Saturday came quietly and unassumingly. I woke up on the couch to gaze outside at one of the first warm, dewy mornings of Spring. This was the day of my meeting with Eddie, but first Kaylee was on her way over.
Funny that they should both come see me on the same day, one right after another. I hadn't seen Kaylee in ages.
She arrived shortly after breakfast with a knock on the door and a housewarming gift of peanut butter and jelly cookbooks in her hands. It was a breath of fresh air to see her.
We sat on the couch and caught up. She took the opportunity to get to know Joseph a little more. To ask the important questions, such as, "What is your stance on duct tape?"
"I think it's incredibly useful."
"Good. I just had to check. You can tell a lot about a person by how they feel about duct tape."
I had only just told her that Eddie was coming to see me later when he called me. I excused myself and answered my phone.
"Hey... I um... I'm really sorry Sarah, but um... I got bit by a spider, I think? A really nasty one. And I'm awful woozy. I'm afraid I'll have to cancel our meeting today."
"Oh! Awe, I'm sorry you got bitten! Do you think you should go to a doctor?"
"No... no, it wasn't that kind of spider... "
"Oh, ok. Well you can come another weekend if you want to..."
"Yeah. Yeah, okay. Alright, I'll call you."
That kind of figured. I didn't really think he would come. I went back inside and resumed my lovely chat with Kaylee. We were having so much fun together, I barely noticed the hours passing. Suddenly my phone rang again.
"Hey Sarah, I'm almost in Cullowhee, can I get some directions to your house?"
"What? I thought you got bitten by a spider and you were too sick to drive!"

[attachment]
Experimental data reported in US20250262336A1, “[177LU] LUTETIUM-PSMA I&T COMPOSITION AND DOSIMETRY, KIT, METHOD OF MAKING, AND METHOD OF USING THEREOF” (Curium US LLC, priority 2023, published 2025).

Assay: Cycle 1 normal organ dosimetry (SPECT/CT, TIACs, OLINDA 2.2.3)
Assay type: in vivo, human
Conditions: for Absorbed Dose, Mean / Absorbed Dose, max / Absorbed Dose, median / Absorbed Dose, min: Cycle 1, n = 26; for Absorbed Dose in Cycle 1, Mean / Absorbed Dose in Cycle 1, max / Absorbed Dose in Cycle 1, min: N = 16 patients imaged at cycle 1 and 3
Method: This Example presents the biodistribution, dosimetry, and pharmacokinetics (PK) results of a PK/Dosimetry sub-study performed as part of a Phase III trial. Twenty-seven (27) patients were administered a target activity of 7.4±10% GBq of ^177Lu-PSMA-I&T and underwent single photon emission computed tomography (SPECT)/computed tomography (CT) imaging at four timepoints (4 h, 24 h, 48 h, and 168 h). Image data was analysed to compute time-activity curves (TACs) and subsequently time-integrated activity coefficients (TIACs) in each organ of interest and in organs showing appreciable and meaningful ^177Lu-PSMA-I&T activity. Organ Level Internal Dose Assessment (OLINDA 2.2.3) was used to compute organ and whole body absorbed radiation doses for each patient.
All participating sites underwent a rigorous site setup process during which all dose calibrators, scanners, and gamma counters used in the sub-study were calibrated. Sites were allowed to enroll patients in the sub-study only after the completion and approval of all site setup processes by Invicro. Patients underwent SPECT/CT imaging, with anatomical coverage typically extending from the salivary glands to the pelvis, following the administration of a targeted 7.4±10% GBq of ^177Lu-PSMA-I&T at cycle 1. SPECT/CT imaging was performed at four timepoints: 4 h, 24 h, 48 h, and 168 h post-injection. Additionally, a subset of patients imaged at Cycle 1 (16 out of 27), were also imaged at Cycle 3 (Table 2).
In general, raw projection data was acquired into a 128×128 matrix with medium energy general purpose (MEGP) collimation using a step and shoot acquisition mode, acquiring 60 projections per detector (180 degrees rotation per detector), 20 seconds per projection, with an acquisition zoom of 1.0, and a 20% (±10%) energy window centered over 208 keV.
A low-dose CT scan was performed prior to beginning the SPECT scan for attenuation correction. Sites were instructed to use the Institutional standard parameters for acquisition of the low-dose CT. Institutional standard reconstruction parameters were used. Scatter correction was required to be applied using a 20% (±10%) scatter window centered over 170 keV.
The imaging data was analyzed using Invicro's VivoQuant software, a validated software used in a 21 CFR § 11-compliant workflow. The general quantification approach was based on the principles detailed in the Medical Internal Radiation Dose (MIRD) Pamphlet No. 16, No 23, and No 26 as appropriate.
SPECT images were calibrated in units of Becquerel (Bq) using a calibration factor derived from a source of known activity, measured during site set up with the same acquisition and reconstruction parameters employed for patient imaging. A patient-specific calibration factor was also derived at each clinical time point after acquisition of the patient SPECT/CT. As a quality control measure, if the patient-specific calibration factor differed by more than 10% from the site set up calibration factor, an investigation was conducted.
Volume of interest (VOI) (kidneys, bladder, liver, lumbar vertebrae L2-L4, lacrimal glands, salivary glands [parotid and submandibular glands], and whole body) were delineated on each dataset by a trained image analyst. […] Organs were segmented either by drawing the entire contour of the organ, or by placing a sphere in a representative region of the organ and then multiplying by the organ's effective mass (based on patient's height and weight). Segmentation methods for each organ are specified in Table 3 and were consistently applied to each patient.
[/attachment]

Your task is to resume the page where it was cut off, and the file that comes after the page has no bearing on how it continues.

"No, no, it turns out I'm fine."
"Oh. Okay... "
I gave Eddie directions and hopped off the phone. Kaylee stood up and said it was about time for her to get going anyway. She wasn't sure how to get back on the highway, so I said I would lead her to the Papa's Pizza parking lot and we could say goodbye there.
In the parking lot, I climbed out of my car and into hers to hug her goodbye. She asked if she could pray for me before she left. If we could pray for each other.
Sometimes it's awkward to be prayed for. Sometimes it is almost painful. And sometimes, it is one of the most life-giving, uplifting experiences there is.
Praying with Kaylee was absolutely wonderful. I knew that God was with us, holding us and every broken piece of us in His hands as we brought our hearts to Him. It was hard to say goodbye to her and get back in my car to go home and wait for Eddie.
It wasn't much longer before Eddie's giant truck pulled into our driveway. He came into our kitchen, shook hands with Joseph, and asked me if I wanted to go for a walk.
I did very much want to go for a walk. I gave Joseph a goodbye squeeze and off we went.
Through the little valley and out onto the road.
"So, what's up?" He asked, staring at the pavement.
I knew this was it. There was no reason to hold back right now. No reason to be shy with my words.
"Eddie, we were friends. Like, really really good friends. Before I went to Australia. Do you remember that?"
"Yes. I do remember that."
"Then, why did you go away? You went away, Eddie! It wasn't okay that you did that. I just... I don't understand."
He was quiet for a little while. I walked beside him with my arms crossed.
"I knew that I was going to graduate and move away, so I distanced myself."